MIDTOWN — Manhattan Borough President Scott Stringer slammed the Fulton Street Transit Center Tuesday, arguing the nearly completed $1.4 billion construction project was a waste of precious funds — but said that the city should build a brand new subway line connecting Brooklyn, Queens and The Bronx.
"We can't be throwing precious dollars at projects like the Fulton Street Station in Lower Manhattan," Stringer told a packed ballroom at an Association for a Better New York breakfast in Midtown, where he argued that the station "will do nothing to add capacity when work finally ends in 2014."
The project, which is designed to connect six existing Lower Manhattan subway stations, was originally scheduled to be completed in 2007 at a cost of $750 million, but it's been plauged by delays and cost overruns.
"We can't keep having cost overruns. We can't keep building a system that is way over-budget and never on-time," he said.
The harsh words were a far cry from the borough president's remarks before the City Council in 2008, when he said the center was key to the development and revitalization of Lower Manhattan, describing it as "a vital thread to Lower Manhattan’s future growth and sustainability."
"This facility is of monumental importance to the success of Downtown Manhattan, and I am here today to urge that the project is properly funded and moves forward without further delay," he said at the time.
Tuesday's remarks came during during a wide-ranging speech on the future of public transportation in the city, in which the presumptive mayoral candidate also called for a new "X" subway line connecting Brooklyn, Queens and The Bronx, an AirTrain to LaGuardia and the reenactment of the "commuter tax" on non-New Yorkers.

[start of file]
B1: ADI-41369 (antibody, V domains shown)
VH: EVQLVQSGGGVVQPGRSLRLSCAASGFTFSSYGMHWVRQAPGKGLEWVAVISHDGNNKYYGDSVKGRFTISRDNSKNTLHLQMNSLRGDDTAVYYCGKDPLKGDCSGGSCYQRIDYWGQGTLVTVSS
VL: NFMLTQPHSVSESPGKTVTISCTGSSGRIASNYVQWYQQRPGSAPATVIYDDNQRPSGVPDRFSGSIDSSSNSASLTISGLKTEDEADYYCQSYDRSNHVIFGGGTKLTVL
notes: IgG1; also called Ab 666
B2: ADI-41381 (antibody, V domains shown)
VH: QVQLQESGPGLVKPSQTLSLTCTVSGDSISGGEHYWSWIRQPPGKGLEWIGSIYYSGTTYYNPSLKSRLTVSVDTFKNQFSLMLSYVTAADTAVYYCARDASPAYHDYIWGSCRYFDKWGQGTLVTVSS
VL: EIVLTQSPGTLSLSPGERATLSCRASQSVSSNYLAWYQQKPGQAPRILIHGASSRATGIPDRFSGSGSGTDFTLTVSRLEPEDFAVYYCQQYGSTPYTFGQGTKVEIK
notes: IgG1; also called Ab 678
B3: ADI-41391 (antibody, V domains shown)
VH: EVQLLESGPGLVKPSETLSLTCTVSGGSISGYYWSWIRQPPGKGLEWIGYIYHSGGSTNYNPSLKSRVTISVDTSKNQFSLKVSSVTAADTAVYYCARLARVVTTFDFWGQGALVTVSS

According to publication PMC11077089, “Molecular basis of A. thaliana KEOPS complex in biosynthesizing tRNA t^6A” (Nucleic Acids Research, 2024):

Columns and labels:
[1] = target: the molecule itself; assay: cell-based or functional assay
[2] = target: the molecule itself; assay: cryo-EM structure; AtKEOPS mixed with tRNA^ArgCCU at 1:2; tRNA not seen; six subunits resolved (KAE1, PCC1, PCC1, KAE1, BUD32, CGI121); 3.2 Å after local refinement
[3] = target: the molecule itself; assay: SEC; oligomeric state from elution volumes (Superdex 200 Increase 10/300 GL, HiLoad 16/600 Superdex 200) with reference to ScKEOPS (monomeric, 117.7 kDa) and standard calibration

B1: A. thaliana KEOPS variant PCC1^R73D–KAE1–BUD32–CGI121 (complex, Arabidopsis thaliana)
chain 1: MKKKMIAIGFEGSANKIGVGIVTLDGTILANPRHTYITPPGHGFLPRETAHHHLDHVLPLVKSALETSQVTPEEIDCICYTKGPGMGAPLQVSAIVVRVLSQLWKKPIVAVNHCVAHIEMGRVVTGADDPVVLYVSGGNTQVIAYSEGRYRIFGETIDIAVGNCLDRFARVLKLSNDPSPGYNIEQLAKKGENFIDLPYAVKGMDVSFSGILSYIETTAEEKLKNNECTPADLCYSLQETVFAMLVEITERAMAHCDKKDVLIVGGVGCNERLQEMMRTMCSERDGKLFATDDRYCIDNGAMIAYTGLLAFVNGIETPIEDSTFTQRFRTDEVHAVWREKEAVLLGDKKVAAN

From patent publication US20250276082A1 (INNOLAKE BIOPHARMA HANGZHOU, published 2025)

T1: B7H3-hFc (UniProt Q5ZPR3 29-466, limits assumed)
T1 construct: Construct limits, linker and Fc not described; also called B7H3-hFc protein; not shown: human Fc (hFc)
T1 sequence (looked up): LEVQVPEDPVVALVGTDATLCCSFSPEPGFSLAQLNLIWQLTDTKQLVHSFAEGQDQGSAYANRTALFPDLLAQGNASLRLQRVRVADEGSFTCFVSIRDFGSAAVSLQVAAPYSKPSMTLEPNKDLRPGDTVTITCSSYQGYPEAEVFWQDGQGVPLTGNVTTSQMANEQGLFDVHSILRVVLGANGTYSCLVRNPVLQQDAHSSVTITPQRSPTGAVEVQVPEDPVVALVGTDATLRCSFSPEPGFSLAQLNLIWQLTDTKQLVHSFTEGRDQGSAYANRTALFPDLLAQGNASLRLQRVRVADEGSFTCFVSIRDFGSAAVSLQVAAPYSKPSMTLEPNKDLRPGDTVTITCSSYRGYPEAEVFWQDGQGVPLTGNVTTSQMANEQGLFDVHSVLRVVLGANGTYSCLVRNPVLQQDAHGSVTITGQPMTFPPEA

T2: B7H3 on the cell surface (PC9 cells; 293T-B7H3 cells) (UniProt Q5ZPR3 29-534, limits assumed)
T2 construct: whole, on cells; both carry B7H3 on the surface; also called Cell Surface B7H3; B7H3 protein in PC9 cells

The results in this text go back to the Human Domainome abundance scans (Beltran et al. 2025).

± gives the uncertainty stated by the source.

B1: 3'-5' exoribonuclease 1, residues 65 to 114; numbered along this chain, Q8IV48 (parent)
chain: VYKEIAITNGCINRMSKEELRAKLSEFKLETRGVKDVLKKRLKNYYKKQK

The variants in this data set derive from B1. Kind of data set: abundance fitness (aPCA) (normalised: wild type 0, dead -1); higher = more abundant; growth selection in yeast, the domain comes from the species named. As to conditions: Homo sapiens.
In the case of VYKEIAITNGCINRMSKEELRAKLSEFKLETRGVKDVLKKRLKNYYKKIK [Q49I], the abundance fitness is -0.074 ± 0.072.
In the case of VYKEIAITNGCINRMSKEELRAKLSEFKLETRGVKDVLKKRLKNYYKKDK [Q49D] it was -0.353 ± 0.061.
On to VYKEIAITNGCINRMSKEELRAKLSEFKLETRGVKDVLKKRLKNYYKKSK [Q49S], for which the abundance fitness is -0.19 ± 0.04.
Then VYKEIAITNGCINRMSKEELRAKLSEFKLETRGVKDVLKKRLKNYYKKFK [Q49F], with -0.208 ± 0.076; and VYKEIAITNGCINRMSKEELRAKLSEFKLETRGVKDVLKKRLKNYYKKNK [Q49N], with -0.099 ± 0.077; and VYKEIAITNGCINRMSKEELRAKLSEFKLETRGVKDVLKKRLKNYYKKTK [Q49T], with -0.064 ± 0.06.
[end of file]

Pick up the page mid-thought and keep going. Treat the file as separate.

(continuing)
Stringer said the proposed new subway line would run above ground and would be built along existing rights of way, which would eliminate the need for tunneling and save cash.
The borough president warned that the MTA, which is $30 billion in debt, is "a fiscal house of cards," which threatens to sends the city's economy “to a screeching halt.”
"One million more people will be be living in New York City by 2025 and to put it bluntly, we're not ready," he said.
To prepare for the growing demand, Stringer said that new projects must be chosen wisely.
"We must be disciplined and choose efficient, smart projects that improve connectivity and add capacity to our system," he said, later stressing the need to improve transit access in the outer boroughs.
To help put the authority's fiscal house in order, Stringer called for the restoration of the commuter tax on people who live out of the city to fund MTA operating costs. The tax was repealed by the state in 1999 and would require approval by the state.
He also proposed using the Mortgage Recording Tax, which is paid when property changes hands, to leverage the funding of capital projects, which he argued would minimize the impact of fluctuations in the real estate market. The tax brings in, on average, $400 million a year.
Other proposals on his agenda included the expansion of Bus Rapid Transit, the construction of new light rail along 42nd Street and to connect places like Red Hook, Carroll Gardens and the Navy Yard in Brooklyn, as well as building a new AirTrain to LaGuardia Airport.
After the speech, MTA spokesman Adam Lisberg applauded Stringer's call for more funding for the MTA, but defended the Fulton Street Transit Center.
"For anyone who has ever had to change trains in Fulton Street, you know that it is overcrowded... It was not a fitting way for thousands of people to transfer between trains everyday," he said.
"The work that we're doing there... brings tremendous improvements and tremendous capacity improvements."